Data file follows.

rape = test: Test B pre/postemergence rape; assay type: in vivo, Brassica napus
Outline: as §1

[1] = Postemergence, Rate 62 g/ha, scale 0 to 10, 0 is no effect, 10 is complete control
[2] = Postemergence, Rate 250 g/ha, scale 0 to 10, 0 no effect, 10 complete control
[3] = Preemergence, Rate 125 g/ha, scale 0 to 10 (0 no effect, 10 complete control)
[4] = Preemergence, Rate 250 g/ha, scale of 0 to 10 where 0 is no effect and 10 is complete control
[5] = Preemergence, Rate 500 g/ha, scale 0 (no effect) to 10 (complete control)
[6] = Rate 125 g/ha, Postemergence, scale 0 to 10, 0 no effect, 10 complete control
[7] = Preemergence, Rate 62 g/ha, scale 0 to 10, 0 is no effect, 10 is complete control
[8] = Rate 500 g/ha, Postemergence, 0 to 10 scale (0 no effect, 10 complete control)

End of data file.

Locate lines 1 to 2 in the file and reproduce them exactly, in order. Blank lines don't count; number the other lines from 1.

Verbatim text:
rape = test: Test B pre/postemergence rape; assay type: in vivo, Brassica napus
Outline: as §1